August 28, 2006

Bad news for America's workers, but we already knew it

Bad news for America's workers:
The median hourly wage for American workers has declined 2 percent since 2003, after factoring in inflation. The drop has been especially notable, economists say, because productivity — the amount that an average worker produces in an hour and the basic wellspring of a nation's living standards — has risen steadily over the same period.
Lest you think this is just a blip to be ignored:
Ben S. Bernanke, the Federal Reserve chairman, did not specifically discuss wages, but he warned that the unequal distribution of the economy's spoils could derail the trade liberalization of recent decades. Because recent economic changes "threaten the livelihoods of some workers and the profits of some firms," Mr. Bernanke said, policy makers must try "to ensure that the benefits of global economic integration are sufficiently widely shared."
It's important that "unequal distribution" get turned around soon. Unless your congress critter has a clear plan for doing so, it's probably a good idea to vote them out this election. This article in the New York Times seems to think Republicans will take the hardest hit.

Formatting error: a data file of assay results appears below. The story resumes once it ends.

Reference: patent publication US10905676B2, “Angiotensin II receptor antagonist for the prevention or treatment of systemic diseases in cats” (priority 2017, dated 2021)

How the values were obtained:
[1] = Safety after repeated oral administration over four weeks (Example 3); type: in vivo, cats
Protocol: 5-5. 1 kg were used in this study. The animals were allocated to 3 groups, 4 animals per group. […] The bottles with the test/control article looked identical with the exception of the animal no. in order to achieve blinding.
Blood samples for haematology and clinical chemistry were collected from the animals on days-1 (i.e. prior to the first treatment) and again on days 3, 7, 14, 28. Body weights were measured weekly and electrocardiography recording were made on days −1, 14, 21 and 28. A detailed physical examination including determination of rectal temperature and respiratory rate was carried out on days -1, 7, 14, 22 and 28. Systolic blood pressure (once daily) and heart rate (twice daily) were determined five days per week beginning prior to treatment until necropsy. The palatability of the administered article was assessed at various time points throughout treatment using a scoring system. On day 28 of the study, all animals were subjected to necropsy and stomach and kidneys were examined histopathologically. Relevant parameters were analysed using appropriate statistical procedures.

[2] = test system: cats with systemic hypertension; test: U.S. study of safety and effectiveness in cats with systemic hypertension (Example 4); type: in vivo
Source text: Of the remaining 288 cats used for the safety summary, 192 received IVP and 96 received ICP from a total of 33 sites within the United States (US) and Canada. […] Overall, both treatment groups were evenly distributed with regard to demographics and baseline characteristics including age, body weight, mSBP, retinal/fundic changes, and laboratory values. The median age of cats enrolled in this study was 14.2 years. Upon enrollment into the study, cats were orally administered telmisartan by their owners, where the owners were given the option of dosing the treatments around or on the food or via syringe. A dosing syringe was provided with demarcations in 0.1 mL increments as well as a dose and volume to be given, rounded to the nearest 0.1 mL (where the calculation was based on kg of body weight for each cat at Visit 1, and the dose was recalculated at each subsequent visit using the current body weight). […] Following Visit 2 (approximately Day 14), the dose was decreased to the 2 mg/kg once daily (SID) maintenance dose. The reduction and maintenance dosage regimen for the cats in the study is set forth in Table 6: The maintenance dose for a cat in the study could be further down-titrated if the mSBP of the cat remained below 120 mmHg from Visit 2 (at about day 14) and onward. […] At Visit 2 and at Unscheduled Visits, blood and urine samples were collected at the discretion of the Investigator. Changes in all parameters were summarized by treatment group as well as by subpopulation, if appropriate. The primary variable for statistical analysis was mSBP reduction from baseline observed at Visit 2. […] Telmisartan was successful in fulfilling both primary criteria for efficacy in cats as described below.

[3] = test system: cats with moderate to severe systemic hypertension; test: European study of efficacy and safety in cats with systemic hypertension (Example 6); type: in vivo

What do you think? Has your earning power actually declined when you consider inflation (gas prices anyone?) or are you better off today than you were three years ago? (Link)

August 23, 2006

50 common job interview questions and how to answer them.

50 common job interview questions and how to answer them. It's not a comprehensive list, but it's pretty good. Most answers can be summed up with: stay positive, always talk about your strengths (even if it's turning a weakness into a strength), and be prepared - do your research on the company before the interview. (Via)

August 01, 2006

Middle Aged Men Dropping Out Of The Workforce

The New York Times has a long article that looks at the growing mass of middle aged men (30-55) who once had successful careers and now find themselves on the outside of America's economy.
About 13 percent of American men in this age group are not working, up from 5 percent in the late 1960’s. The difference represents 4 million men who would be working today if the employment rate had remained where it was in the 1950’s and 60’s.
Many are unwilling to take low paying jobs even if that's all there is. 13% of Men who should be driving America's economy are staying at home instead of participating in the new economy of lower paying jobs, fewer benefits, and longer commutes. How did things go so wrong?